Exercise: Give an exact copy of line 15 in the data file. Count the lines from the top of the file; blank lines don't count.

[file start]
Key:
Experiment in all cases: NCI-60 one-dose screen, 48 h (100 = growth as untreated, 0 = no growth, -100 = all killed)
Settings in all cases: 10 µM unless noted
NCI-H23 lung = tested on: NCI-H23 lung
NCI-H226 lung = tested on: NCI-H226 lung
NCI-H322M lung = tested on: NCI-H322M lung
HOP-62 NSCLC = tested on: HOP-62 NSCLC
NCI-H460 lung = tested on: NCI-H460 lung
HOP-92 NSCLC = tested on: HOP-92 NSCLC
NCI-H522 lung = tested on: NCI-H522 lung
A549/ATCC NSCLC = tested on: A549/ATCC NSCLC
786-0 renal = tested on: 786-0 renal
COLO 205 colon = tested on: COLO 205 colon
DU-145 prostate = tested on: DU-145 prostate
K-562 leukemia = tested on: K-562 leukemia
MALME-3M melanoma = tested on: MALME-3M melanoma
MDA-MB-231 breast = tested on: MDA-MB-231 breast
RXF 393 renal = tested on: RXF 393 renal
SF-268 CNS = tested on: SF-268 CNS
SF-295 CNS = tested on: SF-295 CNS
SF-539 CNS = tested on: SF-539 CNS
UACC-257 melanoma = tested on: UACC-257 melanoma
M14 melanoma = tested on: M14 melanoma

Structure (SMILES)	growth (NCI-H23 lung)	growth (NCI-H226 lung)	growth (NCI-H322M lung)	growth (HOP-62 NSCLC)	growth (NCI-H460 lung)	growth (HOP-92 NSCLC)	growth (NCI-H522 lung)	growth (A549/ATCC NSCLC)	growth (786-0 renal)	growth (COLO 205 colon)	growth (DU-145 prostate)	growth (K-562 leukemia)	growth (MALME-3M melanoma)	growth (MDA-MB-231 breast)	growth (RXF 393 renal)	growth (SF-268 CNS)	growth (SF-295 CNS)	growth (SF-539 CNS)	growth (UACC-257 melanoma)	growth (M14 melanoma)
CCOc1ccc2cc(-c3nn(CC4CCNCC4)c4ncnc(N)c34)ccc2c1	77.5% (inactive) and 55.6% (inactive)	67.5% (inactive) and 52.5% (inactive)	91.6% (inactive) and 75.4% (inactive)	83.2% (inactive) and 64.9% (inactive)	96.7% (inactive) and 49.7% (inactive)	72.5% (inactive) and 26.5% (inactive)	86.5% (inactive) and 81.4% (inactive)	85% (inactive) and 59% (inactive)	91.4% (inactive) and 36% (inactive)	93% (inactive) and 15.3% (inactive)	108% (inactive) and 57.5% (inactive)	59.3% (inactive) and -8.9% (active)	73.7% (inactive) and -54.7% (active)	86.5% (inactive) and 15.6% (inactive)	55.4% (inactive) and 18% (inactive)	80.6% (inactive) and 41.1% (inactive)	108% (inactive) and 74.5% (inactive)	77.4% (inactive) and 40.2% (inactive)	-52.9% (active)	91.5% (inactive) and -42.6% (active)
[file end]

K-562 leukemia = tested on: K-562 leukemia